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Oil prices recovered on Monday, rising more than 1 percent after hitting a 15-month low, amid concerns that turmoil in the global banking sector could lead to an economic recession that would dampen demand for fuel.
Amid volatile dealings, Brent crude futures for May delivery rose 82 cents, or 1.1 percent, to settle at $73.79 a barrel, while US West Texas Intermediate crude for April delivery rose 90 cents, or 1.4 percent, to $67.64 a barrel, before contracts expire on Tuesday.
The most heavily traded May futures contract rose 89 cents, or 1.3 percent, to $67.82 a barrel.
The recovery in oil prices came as Wall Street recorded gains.
Brent and West Texas Intermediate crude fell about $3 a barrel earlier and recorded their lowest levels since December 2021, with West Texas Intermediate crude falling below $65 a barrel during trading. Both benchmarks fell more than 10 percent last week as the banking crisis deepened.
The drop in oil prices came earlier despite reaching a historic deal under which Switzerland’s largest bank (UBS) will acquire Credit Suisse in an attempt to save the country’s second largest bank.
After the deal was announced, the US Federal Reserve, the European Central Bank and other major central banks pledged to boost market liquidity and support banks.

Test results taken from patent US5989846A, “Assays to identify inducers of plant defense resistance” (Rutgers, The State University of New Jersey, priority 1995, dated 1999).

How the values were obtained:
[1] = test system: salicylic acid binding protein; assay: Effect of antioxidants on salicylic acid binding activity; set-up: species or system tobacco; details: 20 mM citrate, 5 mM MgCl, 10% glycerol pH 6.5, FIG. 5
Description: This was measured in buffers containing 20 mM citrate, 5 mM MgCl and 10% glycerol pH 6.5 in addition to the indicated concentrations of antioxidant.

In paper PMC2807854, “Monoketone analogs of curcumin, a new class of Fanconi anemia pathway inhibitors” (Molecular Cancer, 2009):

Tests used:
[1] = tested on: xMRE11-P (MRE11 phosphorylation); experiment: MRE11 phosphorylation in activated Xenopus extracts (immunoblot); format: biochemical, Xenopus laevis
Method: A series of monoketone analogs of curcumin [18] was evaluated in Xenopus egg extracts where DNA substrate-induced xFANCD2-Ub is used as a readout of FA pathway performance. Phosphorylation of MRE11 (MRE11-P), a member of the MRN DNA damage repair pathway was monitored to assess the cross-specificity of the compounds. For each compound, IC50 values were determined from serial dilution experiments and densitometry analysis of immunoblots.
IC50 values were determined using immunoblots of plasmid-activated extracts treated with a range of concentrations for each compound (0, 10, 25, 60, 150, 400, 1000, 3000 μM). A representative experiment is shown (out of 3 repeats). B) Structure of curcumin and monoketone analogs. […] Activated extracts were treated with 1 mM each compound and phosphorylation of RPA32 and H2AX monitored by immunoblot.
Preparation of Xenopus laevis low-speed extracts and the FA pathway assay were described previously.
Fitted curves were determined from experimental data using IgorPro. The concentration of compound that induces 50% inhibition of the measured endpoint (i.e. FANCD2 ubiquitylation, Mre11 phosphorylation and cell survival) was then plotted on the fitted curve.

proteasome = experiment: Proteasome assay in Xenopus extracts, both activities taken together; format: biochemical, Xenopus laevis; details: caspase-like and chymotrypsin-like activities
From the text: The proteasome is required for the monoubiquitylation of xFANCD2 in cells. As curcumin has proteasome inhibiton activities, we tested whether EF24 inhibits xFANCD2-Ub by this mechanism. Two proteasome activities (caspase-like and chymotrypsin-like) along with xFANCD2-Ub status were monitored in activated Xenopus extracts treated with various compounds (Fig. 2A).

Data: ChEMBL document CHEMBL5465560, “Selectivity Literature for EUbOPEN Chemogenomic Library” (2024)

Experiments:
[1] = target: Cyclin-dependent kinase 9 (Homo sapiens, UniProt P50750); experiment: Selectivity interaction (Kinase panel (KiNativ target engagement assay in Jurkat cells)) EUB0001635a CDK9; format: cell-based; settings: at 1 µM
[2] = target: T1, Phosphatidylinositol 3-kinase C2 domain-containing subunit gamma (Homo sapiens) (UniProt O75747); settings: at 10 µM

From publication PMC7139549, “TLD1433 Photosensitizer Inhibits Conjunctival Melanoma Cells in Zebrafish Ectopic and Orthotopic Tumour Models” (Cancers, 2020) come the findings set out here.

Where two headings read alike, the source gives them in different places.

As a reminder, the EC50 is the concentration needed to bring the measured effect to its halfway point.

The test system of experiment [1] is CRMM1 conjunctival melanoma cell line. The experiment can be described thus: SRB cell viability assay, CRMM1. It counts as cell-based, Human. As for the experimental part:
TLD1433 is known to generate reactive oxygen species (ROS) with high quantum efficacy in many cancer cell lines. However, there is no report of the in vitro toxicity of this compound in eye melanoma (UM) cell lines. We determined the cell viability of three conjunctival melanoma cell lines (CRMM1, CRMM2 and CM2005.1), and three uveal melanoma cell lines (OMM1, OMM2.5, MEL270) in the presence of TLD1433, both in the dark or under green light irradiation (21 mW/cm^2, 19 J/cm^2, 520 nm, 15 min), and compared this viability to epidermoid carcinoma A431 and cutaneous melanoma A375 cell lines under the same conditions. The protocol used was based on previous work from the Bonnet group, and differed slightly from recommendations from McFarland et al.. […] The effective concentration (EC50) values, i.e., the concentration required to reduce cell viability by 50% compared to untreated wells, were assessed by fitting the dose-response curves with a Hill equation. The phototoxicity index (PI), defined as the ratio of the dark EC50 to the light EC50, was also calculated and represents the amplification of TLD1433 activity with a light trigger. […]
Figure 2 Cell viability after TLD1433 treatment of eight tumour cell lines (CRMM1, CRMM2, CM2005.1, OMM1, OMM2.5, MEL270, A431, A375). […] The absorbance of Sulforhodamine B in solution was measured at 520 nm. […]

The S&P 500 and Dow Jones rose, helping oil prices recover from session lows on bets that the Federal Reserve is likely to pause interest rate hikes on Wednesday to ensure banking sector problems do not worsen. Dealers and economists remain divided on whether the Federal Reserve will raise the key interest rate.
And some executives are calling on the central bank to temporarily stop the monetary tightening policy, but with a willingness to resume raising interest rates later.
Meanwhile, two European Union officials and an official from one of the Group of Seven countries said today, Monday, that the group is unlikely to revise the Russian oil price ceiling of $ 60 a barrel this week.
The group had been due to review the price ceiling, set in December, in mid-March, but officials said the European Commission had told EU ambassadors there was no appetite among the G7 countries for an imminent review.
A ministerial committee of OPEC+, which includes the Organization of the Petroleum Exporting Countries and its producer allies including Russia, is scheduled to meet on April 3. The group agreed in October to cut oil production targets by two million barrels per day until the end of 2023.